String Instruments (guitar, violin, violoncello, mandolin, cavaco).



  • Strings seem to make some buzz sound on a fretless instruments: instruments like the violin or the cello have a little curvature on the lenght of the fingerboard in order to assure that the strings don't touch it while vibrating. For that we need to remove the strings and make a proper adjustment and so calculate the gap we need to remove. If it's an old instrument the fingerboard might need a new replacement.
  • My instrument make fret sounds: instruments like the guitar might have loose frets, frets not sitting well on the fingerboard, old frets or perharps a bent neck. There are two procedures, the full fret exchange or the gap adjustment (fret livelling). If the neck is bent it must return to its normal shape before anything else.
  • Strings are too hight/low: among the most common factors for that error are, bridge wrong position, bigger bridge, bad nut or maybe the wrong level of the neck towards te instrument. The last case being more complicate since the neck might need to be removed and the projection angle corrected.


  • The instrument is not on tune: the pegs might not be sitting well or just be old. Another cause for tuning probems is a bad nut or old one. On that case pegs must be adjusted or replaced as for the nut.
  • The instrument is broken: cracks are reinforced internally, we use tradional techniques and materials for that kind of fix. Among those we use hyde glue and linen fabric or even little softwood pieces.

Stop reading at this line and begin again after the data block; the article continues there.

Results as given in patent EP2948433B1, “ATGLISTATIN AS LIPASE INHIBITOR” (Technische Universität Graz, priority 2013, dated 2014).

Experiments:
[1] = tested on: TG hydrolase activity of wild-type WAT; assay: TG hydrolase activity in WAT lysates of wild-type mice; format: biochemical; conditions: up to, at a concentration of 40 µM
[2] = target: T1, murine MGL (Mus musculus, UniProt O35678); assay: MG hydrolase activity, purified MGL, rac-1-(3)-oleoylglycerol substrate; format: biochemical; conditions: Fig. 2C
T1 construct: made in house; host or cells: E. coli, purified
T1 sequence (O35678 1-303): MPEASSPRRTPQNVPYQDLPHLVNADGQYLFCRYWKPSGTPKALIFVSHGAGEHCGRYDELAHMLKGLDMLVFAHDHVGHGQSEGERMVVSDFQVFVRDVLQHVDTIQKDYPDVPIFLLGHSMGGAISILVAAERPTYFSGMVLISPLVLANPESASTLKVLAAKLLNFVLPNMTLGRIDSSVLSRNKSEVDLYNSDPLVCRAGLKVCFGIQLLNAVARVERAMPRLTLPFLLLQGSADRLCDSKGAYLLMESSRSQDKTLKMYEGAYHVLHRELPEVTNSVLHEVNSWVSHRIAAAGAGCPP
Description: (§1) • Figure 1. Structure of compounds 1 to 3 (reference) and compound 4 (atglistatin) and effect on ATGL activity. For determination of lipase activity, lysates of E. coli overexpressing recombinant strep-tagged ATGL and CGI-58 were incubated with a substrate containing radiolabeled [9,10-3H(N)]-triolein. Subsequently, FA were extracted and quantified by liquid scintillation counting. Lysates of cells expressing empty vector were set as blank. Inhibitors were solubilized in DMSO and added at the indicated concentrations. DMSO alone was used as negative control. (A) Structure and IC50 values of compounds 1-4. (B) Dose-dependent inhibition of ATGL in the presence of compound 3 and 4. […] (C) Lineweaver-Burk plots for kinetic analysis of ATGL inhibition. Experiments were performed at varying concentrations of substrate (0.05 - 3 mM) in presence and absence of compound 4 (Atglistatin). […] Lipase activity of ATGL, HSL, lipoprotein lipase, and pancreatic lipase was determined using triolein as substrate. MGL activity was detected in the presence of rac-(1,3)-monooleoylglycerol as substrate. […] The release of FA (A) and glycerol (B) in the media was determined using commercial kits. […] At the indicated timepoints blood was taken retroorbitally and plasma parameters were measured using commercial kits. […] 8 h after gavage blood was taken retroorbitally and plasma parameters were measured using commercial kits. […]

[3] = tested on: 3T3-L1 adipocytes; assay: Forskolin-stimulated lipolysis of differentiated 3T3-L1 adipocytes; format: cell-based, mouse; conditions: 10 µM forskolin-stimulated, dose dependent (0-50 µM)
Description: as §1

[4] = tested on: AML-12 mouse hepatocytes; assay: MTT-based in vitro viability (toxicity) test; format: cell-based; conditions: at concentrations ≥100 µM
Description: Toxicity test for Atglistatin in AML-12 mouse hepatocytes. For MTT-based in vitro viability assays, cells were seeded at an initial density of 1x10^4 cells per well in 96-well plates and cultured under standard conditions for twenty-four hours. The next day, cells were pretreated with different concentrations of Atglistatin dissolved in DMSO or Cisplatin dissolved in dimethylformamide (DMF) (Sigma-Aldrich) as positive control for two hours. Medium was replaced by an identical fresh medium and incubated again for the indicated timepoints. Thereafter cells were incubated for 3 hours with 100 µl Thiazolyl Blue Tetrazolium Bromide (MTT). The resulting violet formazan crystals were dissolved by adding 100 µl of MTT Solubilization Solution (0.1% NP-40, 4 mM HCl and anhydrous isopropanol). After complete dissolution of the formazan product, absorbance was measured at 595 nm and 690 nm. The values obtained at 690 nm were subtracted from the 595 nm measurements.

• The bridge is loose: in instruments like the guitar the piece that hold the strings to the top might not be sitting well, glue was a bad choice such another factors, no worries, we can fix it.


  • The head is broken: the piece that holds the pegs is also the thinnest extremity of the neck and more succeptible to cracks if it falls. If that's the problem save all the pieces and bring it to us. If it's needed it will be internally reinforced and will be stronger than before.
  • The neck is bent: it's only natural that with umidity variation, string tension the neck might bent a little. We have procedures to make it return to it's original state, in case we need we'll use some reinforcements. The fingerboard (usually hardwoods and darkwoods such as Jacaranda, Ebony, Ipê,) is where the frets are sitting, it must be hard to assure it's structure and sound quality.
  • Can I put steel strings on a nylon Guitar: on the same way you should not put cello strings on a guitar you should never put steel strings on a nylon guitar. Steel strings have a much higher tension and that may leave to some serious problems such as side bent, cracks, loose bridge, and so on.